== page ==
Mark is an expert in maintenance management, having racked up an impressive track record during his time working in the field. He also has extensive knowledge of, and practical expertise with, the National Electrical Code (NEC). Through his consulting business, he provides articles and training materials on electrical topics, specializing in making difficult subjects easy to understand and focusing on the practical aspects of electrical work.

Prior to starting his own business, Mark served as the Technical Editor on EC&M for six years, worked three years in nuclear maintenance, six years as a contract project engineer/project manager, three years as a systems engineer, and three years in plant maintenance management.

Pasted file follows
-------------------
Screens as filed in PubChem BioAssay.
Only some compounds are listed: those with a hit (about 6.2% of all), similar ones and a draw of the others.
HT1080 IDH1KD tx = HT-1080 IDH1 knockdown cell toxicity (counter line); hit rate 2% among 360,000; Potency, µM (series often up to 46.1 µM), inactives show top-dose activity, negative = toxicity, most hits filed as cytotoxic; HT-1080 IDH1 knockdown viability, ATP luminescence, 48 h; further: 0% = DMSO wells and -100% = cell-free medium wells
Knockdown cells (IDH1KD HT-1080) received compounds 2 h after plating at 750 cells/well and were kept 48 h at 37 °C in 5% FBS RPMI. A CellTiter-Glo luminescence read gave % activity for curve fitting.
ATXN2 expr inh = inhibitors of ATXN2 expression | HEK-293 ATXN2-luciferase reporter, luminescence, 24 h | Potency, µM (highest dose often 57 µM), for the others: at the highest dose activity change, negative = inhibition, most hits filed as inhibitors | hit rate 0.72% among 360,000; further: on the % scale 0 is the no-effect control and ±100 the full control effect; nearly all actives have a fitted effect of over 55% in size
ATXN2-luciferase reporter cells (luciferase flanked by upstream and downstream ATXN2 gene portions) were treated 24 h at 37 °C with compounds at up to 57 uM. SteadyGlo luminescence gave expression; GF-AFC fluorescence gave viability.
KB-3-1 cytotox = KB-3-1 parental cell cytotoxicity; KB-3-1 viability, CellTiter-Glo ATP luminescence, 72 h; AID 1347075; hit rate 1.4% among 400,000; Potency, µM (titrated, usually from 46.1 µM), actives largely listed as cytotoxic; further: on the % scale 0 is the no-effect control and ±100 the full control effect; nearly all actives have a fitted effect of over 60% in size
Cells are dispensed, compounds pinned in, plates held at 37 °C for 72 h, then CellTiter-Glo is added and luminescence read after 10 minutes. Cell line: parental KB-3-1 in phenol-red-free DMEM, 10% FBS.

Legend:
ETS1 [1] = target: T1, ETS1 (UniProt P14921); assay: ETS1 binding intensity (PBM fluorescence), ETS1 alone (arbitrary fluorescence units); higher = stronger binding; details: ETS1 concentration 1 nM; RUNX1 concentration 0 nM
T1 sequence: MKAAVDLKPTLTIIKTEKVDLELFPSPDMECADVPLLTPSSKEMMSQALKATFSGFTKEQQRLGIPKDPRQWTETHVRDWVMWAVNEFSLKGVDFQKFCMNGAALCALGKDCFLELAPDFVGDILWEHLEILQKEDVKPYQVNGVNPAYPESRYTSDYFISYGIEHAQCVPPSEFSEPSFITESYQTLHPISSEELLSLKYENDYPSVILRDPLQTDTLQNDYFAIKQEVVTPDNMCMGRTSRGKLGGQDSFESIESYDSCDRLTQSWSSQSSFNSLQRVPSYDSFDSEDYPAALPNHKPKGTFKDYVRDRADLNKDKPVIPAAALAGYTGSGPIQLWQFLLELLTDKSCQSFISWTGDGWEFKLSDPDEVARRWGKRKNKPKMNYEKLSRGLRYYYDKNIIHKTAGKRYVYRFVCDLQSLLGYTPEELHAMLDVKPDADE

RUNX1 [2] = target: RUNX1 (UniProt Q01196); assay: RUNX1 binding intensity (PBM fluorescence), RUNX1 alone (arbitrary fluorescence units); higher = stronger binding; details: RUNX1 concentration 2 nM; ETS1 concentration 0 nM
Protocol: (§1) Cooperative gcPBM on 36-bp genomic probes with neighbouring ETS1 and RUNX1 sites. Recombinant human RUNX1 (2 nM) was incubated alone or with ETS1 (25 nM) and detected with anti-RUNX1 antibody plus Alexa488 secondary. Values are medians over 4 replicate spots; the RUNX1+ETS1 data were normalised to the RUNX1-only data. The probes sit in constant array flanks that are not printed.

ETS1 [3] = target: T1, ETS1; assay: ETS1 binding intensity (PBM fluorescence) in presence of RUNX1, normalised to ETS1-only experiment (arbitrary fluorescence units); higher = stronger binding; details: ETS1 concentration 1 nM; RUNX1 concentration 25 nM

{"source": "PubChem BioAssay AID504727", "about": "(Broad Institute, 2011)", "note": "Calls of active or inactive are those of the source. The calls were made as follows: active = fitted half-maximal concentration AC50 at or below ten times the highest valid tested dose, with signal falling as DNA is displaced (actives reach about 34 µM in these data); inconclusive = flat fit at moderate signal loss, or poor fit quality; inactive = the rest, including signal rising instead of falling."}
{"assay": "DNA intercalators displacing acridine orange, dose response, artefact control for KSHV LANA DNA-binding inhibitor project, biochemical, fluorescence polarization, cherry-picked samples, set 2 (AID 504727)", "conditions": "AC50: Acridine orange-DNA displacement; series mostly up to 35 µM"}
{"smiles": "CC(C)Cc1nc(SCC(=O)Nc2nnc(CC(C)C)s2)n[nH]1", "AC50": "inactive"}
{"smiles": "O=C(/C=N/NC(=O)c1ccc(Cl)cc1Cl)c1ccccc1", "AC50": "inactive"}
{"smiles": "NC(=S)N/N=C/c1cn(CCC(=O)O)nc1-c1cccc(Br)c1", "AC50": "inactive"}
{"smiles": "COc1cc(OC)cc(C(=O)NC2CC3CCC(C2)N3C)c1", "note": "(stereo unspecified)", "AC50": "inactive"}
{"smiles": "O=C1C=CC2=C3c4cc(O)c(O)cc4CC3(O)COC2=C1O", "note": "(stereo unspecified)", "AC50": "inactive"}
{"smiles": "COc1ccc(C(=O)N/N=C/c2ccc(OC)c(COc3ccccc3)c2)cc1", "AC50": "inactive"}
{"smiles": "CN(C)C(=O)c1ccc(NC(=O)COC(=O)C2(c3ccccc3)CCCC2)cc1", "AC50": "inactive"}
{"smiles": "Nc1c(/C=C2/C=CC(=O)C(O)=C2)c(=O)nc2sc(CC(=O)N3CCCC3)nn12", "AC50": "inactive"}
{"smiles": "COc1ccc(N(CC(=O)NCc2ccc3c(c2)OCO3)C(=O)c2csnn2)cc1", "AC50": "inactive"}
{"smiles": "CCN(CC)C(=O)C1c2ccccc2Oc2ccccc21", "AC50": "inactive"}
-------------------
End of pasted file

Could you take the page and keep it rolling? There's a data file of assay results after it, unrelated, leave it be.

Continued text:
Mark earned an AAS degree from Rock Valley College, a BSEET from Columbia Pacific University, and an MBA from Lake Erie College. He’s also completed several related certifications over the years and even was formerly licensed as a Master Electrician. He is a Senior Member of the IEEE and past Chairman of the Kansas City Chapters of both the IEEE and the IEEE Computer Society. Mark also served as the program director for, a board member of, and webmaster of, the Midwest Chapter of the 7x24 Exchange. He has also held memberships with the following organizations: NETA, NFPA, International Association of Webmasters, and Institute of Certified Professional Managers.